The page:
# Handling of exponent overflow in GNU APL and Dyalog APL (on Mac)

2 minutes read | 337 wordsA few weeks ago I started trying a pre-beta release of Dyalog APL (now available as “full beta”) for Mac. Fellow Mac users, looks like we are in for a treat after so much time of only having GNU APL and the pretty expensive APLX. Now Mac APL lovers, users and aficionados will have a competitive, commercial option. At last!

I started with the usual 1+1, ⍳ 10 , ⍴ ⍳ 10 to check it worked as expected. Then I moved on to a simple “hello world,” my Mandelbrot one-liner, which is probably the most complex piece of APL I’ve written. But it didn’t work at the first run (I had actually found it out back when I was writing it, since it didn’t work on TryAPL.) So I set to find out what the issue may be and learn a little more about APL while at it.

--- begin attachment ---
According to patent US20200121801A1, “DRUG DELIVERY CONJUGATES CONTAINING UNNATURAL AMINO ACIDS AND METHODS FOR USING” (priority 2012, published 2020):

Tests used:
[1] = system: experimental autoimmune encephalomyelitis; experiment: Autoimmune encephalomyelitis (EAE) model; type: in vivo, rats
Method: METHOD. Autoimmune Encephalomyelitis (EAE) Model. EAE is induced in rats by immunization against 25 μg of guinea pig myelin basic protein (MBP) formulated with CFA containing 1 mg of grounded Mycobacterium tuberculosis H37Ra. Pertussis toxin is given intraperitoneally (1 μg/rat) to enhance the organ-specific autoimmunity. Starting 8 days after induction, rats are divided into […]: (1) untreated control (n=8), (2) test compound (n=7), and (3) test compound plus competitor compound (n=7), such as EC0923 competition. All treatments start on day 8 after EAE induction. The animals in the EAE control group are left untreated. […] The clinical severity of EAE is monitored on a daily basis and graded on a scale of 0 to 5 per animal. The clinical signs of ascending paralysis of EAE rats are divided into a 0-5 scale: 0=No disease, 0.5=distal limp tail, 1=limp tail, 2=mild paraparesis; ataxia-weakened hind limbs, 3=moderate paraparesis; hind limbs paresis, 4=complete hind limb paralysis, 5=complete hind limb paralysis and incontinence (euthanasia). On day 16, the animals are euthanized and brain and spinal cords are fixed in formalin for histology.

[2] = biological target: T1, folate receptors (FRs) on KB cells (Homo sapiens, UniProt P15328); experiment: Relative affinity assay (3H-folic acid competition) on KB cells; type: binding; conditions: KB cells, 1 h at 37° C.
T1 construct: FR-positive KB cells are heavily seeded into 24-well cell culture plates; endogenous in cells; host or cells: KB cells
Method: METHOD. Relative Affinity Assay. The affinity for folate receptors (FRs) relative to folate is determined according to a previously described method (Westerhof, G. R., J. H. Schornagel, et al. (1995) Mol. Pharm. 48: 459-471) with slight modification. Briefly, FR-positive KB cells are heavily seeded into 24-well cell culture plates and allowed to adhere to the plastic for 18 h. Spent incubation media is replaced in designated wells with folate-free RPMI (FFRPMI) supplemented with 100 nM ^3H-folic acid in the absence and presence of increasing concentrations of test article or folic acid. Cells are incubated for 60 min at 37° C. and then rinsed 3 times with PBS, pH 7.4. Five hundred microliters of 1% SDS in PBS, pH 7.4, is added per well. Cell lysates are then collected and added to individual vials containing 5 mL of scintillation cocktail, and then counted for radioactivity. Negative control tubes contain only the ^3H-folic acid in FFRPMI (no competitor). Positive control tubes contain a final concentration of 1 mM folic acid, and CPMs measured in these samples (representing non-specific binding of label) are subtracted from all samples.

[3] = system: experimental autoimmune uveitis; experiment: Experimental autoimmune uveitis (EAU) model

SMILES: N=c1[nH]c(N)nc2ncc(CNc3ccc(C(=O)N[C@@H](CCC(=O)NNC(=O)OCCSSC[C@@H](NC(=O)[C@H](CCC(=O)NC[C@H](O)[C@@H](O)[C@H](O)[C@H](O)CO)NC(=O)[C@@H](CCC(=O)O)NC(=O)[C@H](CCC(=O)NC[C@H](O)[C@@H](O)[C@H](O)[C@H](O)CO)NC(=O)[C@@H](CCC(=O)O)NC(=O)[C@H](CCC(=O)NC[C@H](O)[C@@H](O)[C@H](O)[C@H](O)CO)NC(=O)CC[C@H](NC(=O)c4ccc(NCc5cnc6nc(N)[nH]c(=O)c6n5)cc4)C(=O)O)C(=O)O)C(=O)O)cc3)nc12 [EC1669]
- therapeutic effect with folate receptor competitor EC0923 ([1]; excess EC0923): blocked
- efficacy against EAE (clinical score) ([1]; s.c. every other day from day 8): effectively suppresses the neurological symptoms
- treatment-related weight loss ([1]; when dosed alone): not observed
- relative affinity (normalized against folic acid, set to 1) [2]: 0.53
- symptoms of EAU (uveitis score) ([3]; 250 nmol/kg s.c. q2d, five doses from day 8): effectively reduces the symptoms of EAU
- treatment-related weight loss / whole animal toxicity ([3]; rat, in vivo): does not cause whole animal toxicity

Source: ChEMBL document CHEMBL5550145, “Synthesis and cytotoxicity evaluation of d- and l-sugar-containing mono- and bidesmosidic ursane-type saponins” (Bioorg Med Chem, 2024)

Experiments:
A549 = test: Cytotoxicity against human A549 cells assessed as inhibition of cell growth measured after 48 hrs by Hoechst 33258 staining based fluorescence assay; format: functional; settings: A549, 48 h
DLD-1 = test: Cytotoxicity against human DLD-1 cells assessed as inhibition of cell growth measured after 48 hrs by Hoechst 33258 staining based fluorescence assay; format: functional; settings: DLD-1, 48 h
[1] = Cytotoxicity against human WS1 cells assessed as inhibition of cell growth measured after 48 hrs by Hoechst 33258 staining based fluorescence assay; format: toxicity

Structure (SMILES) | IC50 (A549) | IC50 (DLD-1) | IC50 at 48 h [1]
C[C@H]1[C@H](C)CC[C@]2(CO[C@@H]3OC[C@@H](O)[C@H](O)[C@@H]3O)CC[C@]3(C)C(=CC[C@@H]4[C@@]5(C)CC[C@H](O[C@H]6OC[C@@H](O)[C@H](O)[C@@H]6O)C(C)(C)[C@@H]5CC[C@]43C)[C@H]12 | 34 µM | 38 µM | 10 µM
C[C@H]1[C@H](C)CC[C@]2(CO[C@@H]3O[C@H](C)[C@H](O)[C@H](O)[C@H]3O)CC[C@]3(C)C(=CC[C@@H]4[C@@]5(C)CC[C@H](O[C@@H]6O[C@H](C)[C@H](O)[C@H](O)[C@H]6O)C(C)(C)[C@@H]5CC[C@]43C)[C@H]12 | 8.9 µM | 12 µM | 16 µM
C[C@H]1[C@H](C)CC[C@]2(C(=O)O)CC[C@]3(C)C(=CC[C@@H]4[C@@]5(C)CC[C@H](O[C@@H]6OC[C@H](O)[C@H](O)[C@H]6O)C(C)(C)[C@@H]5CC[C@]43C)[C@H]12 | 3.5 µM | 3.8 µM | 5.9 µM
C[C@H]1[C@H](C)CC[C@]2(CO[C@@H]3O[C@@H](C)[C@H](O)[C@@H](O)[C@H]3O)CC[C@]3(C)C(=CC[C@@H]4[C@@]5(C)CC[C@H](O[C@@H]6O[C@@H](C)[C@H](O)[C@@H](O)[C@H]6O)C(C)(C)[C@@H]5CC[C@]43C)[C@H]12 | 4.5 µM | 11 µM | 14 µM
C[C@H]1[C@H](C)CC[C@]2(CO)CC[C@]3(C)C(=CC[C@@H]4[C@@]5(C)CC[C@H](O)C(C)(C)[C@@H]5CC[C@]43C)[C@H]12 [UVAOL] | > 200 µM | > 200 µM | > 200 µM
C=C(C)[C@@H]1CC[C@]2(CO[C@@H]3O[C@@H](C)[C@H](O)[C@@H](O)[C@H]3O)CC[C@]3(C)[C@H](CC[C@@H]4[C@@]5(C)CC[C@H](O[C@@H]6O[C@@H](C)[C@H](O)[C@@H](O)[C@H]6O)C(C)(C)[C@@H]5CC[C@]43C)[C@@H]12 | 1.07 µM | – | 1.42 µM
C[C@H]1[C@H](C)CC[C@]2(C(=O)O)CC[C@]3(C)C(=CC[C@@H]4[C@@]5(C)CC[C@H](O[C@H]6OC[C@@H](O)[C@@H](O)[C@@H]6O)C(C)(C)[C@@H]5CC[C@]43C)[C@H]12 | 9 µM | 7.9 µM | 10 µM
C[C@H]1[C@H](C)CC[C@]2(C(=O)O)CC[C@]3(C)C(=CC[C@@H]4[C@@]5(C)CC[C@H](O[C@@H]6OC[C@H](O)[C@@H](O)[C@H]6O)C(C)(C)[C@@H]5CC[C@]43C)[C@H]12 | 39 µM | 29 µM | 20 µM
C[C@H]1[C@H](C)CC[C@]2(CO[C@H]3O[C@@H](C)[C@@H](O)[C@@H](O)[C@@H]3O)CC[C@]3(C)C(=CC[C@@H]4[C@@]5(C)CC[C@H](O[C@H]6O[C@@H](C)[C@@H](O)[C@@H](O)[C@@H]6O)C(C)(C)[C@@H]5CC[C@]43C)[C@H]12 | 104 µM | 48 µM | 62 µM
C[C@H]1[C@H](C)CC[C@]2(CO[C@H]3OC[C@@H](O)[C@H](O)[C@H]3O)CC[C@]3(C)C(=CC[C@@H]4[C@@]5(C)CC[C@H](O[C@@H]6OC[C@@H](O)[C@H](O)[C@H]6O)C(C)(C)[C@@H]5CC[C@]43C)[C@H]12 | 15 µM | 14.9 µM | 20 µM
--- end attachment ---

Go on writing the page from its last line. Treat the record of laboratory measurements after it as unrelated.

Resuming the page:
According to ISO/IEC 13751 (Programming Language APL, Extended) there is no clear guideline about what to do with _exponent-overflow_ (or exponent underflow for that matter.) This is relatively usual in ISO specs for programming languages, and is a common pitfall when switching implementations.

Case in point, GNU APL returns **infinity** on overflow (for instance, you can try 3*1000 to see the difference) whereas Dyalog APL returns **Domain error**. Of course, both are valid and depending on your code and computation one can be much handier than the other.

My code initially was (copy-pasting it should work, but it is showing more spaces than needed):

⍉’ *‘[⍎’1+0<|z’,(∊150⍴⊂’←c+m×m’),‘←c←(¯2.1J¯1.3+(((2.6÷b-1)×(¯1+⍳b))∘.+(0J1×(2.6÷b-1)×(¯1+⍳b←51))))’]

The right-most area assumes GNU style, i.e. **infinity**. Which in a sense behaves like **NaN** in C: since it is not really a number, the comparison works and I get a nice image after indexing and rotating.

To make it work on Dyalog, the simplest way is adding an intermediate matrix, fixing points that diverge (copy-pasting it should work, but it is showing more spaces than needed)

⍉’ *‘[⍎’1+2<|z’,(∊130⍴⊂’←(d×4>|d)+4×4<|d←c+m×m’),‘←c←(¯2.1J¯1.3+(((2.6÷b-1)×(¯1+⍳b))∘.+(0J1×(2.6÷b-1)×(¯1+⍳b←51))))’]

And this did the trick, and I leaned some more about how APLs work.